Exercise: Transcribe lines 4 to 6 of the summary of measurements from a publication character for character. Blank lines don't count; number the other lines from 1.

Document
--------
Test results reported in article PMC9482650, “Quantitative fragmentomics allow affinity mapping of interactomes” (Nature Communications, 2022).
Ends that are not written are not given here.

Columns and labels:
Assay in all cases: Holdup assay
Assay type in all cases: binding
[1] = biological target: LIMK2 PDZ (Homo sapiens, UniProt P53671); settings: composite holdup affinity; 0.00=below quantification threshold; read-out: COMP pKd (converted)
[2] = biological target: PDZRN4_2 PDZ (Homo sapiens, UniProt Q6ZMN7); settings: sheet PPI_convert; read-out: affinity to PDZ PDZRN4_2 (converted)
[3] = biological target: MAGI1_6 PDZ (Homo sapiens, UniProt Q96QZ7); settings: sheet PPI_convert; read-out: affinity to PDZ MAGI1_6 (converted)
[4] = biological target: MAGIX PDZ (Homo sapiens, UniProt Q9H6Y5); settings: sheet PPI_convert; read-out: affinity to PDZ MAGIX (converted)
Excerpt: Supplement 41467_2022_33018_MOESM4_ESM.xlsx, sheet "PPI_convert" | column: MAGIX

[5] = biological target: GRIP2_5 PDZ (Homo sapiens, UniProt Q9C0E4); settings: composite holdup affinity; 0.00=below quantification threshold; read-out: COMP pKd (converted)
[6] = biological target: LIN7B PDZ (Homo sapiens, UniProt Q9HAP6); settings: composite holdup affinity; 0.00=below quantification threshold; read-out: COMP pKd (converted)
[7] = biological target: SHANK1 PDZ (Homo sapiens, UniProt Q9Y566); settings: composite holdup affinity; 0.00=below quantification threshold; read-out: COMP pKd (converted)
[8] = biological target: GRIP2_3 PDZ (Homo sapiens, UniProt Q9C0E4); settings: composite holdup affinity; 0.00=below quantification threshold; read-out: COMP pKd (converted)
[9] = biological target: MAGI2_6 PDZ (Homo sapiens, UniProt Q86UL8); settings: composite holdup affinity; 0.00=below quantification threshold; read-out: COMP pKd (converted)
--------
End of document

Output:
Assay in all cases: Holdup assay
Assay type in all cases: binding
[1] = biological target: LIMK2 PDZ (Homo sapiens, UniProt P53671); settings: composite holdup affinity; 0.00=below quantification threshold; read-out: COMP pKd (converted)